Kruger also praised teachers in the district for “making a difference in the lives of students,” noting “we can all look back on teachers who made a difference in our lives.”
“I just want to put a huge thanks to teachers for everything they do,” he said.
He also complimented the school for their “large commitment” noting they continue to focus on what is best for students in the district and put in a lot more hours than school board meetings in studying policies, visiting schools and taking a role in activities.
“You are here for the right reasons,” Kruger went on. “We’re definitely a better district because of the work you do.”
He also gave a shout out to Roger Morrison in the school’s transportation department for adjusting to new schedules this spring because of inclement weather cancelling and postponing events, noting there was one night where students had to be in “seven or eight” different places, all done “flawlessly” by the transportation team.
The board also approved a new Building Level Communication Leader for each school for the next school year. That person would work with District Communications Director Kara Kruse and IT Director Brian Lance to promote positive happenings in each school including student and teacher honors and accomplishments, spotlighting students and teachers on a monthly basis while positively acknowledging various groups and departments within school buildings.
The leader would also share conference information, pictures, special events like parent nights and field trips as well as student engagement in academic and activities. Most of the information would be shared on the district’s Facebook social media page.
The group would share ideas to improve communication through monthly meetings. A stipend would be paid to each leader.
The board approved a fundraiser for the West Liberty High School volleyball team, about 30 athletes hosting a youth volleyball camp to be held June 27-29 at the high school.
The group hopes to raise $600 through the camp to help purchase warm-ups, uniforms, equipment, technology, camps, food, transportation and coaches’ clinics. Brittany Boffeli is organizing the event.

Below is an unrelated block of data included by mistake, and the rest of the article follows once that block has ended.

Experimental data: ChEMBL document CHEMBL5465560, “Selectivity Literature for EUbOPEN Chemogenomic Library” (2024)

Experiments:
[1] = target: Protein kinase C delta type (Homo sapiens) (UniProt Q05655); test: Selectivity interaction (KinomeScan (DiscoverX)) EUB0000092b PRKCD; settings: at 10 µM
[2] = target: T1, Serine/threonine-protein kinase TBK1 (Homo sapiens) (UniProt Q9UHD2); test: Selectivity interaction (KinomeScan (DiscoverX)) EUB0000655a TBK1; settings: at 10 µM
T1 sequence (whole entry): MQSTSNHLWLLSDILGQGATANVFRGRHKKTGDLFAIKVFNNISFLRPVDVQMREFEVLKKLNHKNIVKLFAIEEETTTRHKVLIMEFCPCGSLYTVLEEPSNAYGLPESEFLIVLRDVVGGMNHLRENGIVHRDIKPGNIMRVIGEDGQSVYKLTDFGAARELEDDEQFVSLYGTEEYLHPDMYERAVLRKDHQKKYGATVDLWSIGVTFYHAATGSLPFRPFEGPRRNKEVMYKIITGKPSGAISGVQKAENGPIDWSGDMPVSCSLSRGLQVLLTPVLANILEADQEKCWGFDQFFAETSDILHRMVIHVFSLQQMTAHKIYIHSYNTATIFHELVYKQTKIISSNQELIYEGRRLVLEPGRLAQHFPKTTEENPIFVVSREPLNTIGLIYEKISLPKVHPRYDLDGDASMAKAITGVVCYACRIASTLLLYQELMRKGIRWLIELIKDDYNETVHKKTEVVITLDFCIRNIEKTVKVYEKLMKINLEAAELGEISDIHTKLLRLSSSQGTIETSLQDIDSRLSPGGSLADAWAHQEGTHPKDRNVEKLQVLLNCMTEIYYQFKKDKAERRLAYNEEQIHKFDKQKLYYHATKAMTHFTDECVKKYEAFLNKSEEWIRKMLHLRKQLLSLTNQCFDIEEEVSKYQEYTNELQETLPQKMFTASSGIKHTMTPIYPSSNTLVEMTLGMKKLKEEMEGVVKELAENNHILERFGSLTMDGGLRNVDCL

The board also made a variety of personnel changes including accepting the resignation of Mathew Hoeppner as varsity girls basketball coach, Chris Peterson as assistant girls basketball coach and Melia Larson as cross country coach for fall of next school year.
New hires in the district include Andrea Shultice as a high school counselor, Kennedy Amos as a high school English as a Second Language teacher, Jack Simpson as a high school vocal music/choir director and Thomas Theiling as the middle school band teacher, all for the next school year.
Timothy Foley was also hired as the high school English teacher as well as the student council sponsor, Ana Blanes was accepted as an elementary dual language teacher, Brittany Boffeli as an assistant junior high girls track coach, and Dawn Kruse as the assistant principal for pre-school through fourth grade.
Teacher leadership positions were also appointed for the next school year to include Melia Larson as a high school instructional coach, as well as Ashley Smith, Elizabeth Levai-Baird, Zach Morris and Melanie Clark, all given positions as high school model teachers.
The board set their next meeting for Monday, May 16, to begin at 6 p.m. at the district administration office at 1103 N. Elm Street in West Liberty.
The agenda is to include a report on the TAG (Talented and Gifted) as well as the STEM (Science, Technology, Engineering and Math) programs in the district. The board will also establish meal prices, preschool tuition and registration charges for the next school year and will hear a report again from Superintendent Kruger.